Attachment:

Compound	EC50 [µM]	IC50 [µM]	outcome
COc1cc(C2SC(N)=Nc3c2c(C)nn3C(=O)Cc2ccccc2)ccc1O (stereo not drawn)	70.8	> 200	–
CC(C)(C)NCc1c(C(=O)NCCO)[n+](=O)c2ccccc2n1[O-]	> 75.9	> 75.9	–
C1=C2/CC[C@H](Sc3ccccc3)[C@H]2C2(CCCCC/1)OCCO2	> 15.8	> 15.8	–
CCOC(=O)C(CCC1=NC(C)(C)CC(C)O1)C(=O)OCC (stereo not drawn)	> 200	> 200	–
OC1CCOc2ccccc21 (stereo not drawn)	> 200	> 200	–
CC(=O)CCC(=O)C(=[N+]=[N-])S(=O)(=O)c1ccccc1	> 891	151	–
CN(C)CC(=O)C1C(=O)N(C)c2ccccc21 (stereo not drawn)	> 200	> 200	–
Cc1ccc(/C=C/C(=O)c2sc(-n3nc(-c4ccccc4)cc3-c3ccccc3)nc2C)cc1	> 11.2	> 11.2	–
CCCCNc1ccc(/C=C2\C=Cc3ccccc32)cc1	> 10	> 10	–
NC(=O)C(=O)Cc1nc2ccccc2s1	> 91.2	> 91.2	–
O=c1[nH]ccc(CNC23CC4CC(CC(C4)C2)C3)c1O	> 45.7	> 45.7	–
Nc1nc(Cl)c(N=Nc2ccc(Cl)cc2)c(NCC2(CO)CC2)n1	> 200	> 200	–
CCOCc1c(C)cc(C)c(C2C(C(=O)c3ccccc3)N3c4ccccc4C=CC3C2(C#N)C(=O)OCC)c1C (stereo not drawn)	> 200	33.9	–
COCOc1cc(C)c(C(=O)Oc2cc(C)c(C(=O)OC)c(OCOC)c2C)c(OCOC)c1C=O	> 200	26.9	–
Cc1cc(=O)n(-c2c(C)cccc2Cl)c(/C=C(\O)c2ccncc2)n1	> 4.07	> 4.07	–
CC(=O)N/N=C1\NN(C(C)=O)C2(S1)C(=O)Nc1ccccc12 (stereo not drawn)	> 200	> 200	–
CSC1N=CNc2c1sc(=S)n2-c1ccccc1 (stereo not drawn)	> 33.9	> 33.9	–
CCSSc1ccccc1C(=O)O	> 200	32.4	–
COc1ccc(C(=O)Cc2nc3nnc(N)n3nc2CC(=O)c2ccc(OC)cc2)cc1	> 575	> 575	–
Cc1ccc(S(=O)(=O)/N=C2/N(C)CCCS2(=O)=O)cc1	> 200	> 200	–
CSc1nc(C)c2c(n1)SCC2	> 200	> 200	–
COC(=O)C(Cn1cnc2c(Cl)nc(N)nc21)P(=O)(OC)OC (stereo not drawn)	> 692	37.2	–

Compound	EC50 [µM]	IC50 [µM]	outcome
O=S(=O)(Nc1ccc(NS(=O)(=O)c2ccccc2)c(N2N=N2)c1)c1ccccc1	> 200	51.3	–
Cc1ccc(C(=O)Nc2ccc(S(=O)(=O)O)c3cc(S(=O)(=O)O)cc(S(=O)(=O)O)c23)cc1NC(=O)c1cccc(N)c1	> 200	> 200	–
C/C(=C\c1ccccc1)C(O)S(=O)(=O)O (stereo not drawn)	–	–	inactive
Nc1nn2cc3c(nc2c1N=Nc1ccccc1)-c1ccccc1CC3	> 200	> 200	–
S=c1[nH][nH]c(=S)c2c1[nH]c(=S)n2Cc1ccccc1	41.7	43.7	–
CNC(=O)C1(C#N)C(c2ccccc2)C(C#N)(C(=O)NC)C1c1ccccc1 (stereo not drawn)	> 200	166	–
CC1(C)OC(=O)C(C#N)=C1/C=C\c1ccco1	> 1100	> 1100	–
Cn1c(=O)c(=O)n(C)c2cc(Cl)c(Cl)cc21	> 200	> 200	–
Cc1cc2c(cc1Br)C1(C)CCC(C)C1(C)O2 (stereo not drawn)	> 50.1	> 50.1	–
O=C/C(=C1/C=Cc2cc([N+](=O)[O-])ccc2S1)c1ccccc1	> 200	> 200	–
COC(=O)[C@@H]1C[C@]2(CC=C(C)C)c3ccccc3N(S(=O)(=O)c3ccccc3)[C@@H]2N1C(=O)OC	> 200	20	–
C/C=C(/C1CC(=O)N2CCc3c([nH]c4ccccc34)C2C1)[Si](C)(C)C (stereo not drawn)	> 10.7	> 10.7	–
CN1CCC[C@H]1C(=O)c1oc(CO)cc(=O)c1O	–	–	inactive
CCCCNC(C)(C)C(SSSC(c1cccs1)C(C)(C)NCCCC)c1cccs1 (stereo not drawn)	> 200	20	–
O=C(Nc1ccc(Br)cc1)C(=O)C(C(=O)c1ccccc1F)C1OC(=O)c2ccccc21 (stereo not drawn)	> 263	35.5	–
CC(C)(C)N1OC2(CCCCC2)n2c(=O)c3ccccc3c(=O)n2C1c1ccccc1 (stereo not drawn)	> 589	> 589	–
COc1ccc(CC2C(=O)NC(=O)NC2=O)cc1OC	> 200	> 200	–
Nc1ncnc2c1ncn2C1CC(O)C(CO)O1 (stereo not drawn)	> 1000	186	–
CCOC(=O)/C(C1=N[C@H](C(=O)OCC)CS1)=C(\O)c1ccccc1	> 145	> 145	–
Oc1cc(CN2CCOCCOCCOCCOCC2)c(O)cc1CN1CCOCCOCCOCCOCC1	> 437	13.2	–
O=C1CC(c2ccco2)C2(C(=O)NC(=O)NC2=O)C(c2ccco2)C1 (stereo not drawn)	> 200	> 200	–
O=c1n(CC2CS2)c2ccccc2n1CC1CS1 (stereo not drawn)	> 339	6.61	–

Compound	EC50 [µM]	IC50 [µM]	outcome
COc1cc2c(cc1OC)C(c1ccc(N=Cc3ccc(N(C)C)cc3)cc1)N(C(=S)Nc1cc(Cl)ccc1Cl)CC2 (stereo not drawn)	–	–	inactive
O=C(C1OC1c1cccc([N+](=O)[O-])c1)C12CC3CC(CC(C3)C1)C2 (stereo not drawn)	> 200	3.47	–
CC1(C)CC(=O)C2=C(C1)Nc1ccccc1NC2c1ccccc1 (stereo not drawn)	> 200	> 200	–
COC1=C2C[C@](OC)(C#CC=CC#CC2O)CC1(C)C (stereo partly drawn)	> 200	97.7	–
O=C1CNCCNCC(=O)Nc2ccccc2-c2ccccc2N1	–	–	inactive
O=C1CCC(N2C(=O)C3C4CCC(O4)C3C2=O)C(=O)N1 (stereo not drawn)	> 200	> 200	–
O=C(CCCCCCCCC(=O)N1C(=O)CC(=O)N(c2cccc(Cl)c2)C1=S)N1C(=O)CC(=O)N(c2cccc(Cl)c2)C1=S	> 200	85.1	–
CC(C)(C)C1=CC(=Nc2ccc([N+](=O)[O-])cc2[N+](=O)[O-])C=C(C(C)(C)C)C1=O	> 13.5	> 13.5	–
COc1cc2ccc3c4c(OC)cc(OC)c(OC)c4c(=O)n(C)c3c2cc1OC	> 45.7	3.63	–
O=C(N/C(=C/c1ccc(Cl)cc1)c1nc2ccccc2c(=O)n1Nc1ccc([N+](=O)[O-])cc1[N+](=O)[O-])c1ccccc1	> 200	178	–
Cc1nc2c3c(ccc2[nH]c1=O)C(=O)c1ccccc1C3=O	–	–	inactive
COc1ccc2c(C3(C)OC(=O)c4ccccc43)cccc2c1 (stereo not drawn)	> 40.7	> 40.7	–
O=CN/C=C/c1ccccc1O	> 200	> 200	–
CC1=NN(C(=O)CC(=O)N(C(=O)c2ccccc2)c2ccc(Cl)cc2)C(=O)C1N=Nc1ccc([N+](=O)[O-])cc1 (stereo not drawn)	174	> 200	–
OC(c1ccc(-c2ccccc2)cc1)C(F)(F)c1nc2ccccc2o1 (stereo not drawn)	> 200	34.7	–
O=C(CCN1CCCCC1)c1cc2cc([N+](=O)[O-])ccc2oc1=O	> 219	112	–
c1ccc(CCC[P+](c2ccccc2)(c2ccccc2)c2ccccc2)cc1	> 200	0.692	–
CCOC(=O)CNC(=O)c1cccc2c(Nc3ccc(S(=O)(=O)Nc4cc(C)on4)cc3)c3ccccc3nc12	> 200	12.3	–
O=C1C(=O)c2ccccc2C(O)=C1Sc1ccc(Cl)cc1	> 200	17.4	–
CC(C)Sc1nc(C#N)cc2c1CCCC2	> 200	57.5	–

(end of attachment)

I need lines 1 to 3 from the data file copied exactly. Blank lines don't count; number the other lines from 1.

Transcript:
Compound	EC50 [µM]	IC50 [µM]	outcome
COc1cc(C2SC(N)=Nc3c2c(C)nn3C(=O)Cc2ccccc2)ccc1O (stereo not drawn)	70.8	> 200	–
CC(C)(C)NCc1c(C(=O)NCCO)[n+](=O)c2ccccc2n1[O-]	> 75.9	> 75.9	–